It’s actually pretty noble, I think. Really, what use do any of us have for our bodies after we die? They serve no viable purpose. They’re toxic waste, and they just take up space. If we were all ancient Egyptians and were planning to be mummified, maybe, but there isn’t a lot of that mummification stuff going on today. Why NOT donate your body to Science, to help advance learning? Remembering how the medical schools of the past had to resort to graverobbing, or the hiring of graverobbers, ergo graverobbing by proxy, to obtain bodies on which to practice surgery, if you can help a future surgeon develop his skills and potentially save numerous lives, that’s noble, isn’t it? Even if your body ends up being used for vehicle crash tests, which isn’t infrequent, or ballistics testing, it can still do some good, right?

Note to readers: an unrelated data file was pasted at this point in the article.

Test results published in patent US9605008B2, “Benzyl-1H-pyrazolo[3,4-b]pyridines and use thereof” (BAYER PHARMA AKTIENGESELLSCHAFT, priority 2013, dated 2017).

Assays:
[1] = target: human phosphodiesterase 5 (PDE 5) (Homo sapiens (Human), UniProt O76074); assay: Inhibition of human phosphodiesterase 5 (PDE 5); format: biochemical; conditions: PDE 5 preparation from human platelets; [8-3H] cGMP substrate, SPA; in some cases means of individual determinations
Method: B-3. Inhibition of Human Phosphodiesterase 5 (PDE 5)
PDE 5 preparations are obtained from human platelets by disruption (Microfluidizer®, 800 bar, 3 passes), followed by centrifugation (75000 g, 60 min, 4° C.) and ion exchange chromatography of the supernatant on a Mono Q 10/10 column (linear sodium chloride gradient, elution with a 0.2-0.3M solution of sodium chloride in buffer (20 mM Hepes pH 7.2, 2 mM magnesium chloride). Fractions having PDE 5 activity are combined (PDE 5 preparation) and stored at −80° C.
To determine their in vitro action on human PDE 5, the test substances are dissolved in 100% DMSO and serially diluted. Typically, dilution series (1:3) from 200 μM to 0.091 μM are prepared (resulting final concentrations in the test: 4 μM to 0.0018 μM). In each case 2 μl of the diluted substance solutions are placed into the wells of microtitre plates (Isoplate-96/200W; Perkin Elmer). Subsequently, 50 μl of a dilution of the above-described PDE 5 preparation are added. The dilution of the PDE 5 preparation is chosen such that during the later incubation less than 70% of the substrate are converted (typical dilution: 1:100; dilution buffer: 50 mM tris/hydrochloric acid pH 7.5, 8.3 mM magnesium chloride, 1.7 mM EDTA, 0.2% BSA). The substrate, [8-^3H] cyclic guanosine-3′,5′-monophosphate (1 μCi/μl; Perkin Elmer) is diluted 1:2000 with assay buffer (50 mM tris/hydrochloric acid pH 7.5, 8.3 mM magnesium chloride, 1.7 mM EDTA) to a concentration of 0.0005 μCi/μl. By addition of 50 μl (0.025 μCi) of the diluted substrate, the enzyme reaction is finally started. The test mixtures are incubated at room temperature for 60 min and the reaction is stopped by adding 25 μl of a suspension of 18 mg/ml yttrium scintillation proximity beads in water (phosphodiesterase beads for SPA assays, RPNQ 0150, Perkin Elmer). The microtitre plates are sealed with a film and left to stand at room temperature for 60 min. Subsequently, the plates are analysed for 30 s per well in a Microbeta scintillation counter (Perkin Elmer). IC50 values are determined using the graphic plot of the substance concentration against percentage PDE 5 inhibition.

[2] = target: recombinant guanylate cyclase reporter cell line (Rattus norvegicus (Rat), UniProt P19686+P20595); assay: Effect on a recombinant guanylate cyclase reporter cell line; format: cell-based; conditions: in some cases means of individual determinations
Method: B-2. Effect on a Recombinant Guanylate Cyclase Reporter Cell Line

I honestly don’t know that the treatment of a human body after death matters in the least to the dead. I don’t know if the dead are aware of it at all. Why, then, would doctors, these men of Science and emotionless reason, conduct funerals for the bodies after they are through slicing and dicing them for the sake of learning? It has far more to do with the need of the living to acknowledge that a corpse, a thing of cold clay, once contained life. It is reverence for life itself that impels such activity. To lose it would imply a troubling loss of humanity in the living people doing the dissecting.